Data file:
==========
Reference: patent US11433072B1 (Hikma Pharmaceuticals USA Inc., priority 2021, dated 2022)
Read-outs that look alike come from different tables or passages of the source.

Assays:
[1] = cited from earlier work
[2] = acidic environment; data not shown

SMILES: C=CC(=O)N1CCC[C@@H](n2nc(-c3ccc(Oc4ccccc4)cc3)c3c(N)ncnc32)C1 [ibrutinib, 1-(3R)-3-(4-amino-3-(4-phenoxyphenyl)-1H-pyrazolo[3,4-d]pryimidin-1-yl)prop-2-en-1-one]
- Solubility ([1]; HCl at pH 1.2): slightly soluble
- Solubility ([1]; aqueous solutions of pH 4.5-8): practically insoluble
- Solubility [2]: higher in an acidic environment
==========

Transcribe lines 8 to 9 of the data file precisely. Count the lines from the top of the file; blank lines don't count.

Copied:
- Solubility ([1]; aqueous solutions of pH 4.5-8): practically insoluble
- Solubility [2]: higher in an acidic environment